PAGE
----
This morning, America was given a gift, and that gift is Joe Dirt's mullet. Yes, in the sequel no one really asked for — Joe Dirt 2: Beautiful Loser — David Spade will be rocking the same hairdo that made us a little queasy the first time around, according to this stunning Instagram photo:
And while you may be asking yourself what you did to deserve another two hours of David Spade's synthetic rippling mullet and terrifying sideburns, you should remember that the first movie's gospel according to Joe Dirt offered some of the best life advice you'll ever find.
This is Joe's mantra, and while it may sound a little clichéd, it's a lesson in persistence. If Joe can survive childhood abandonment, a string of terrible foster homes, relentless bullying and accidentally eating off of a "big ol' frozen chunk of poopie," then what's your excuse? You gotta keep on keepin' on.
We might not all be religious, but we can all take a lesson like this to heart. It's Joe's version of the golden rule, and a reminder that true integrity lies in what we do when we think no one's watching.
Poor Joe is unloved and misunderstood, but he doesn't ever give in to soul-crushing depression, as a lesser man would. Instead, he can find the positive in every situation. Even getting beaten up on his first day on an oil rig.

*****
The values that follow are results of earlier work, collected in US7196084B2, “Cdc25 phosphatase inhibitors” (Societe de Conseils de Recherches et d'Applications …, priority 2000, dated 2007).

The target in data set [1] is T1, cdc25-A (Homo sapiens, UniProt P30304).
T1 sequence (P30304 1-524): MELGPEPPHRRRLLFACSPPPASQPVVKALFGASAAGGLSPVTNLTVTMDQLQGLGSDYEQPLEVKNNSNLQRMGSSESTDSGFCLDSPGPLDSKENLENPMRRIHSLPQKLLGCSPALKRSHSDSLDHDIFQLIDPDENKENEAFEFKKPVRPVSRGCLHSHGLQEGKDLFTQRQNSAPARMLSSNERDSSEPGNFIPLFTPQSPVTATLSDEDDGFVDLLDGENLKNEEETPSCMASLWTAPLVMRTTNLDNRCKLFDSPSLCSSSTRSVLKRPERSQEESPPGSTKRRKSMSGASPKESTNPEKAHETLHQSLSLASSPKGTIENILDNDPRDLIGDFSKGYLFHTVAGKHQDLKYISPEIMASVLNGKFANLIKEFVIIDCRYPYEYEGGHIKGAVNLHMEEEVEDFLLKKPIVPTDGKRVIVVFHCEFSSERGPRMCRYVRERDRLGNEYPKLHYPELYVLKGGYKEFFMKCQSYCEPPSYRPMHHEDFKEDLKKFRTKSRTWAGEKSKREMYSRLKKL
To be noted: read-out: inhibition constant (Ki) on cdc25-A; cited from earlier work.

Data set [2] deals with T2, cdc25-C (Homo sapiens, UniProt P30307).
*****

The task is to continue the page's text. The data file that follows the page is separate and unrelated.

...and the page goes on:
Joe can never catch a break, but does he let that wear him down? No. He knows that if he sends good into the world, he'll eventually have it returned to him.
We all wish we had this kind of unyielding self-esteem. Joe doesn't need everyone else to think he's cool, because he is completely certain of it. He uses that knowledge to keep himself from judging others prematurely, even deranged serial killers that want to wear his skin as a coat.
This is great advice both from a practical and philosophical standpoint. Regarding the latter, engaging in risky emotional behavior is never a good idea. More importantly, if you're drenched in flammables, standing too close to the flames is sure to result in skin grafts.
It's true that these aren't actually Joe's words, but they are the most important lesson of the movie. Joe can finally stop searching for his home and family when he realizes that they were there all along. It's a great lesson for anyone who's ever felt displaced or lonely.
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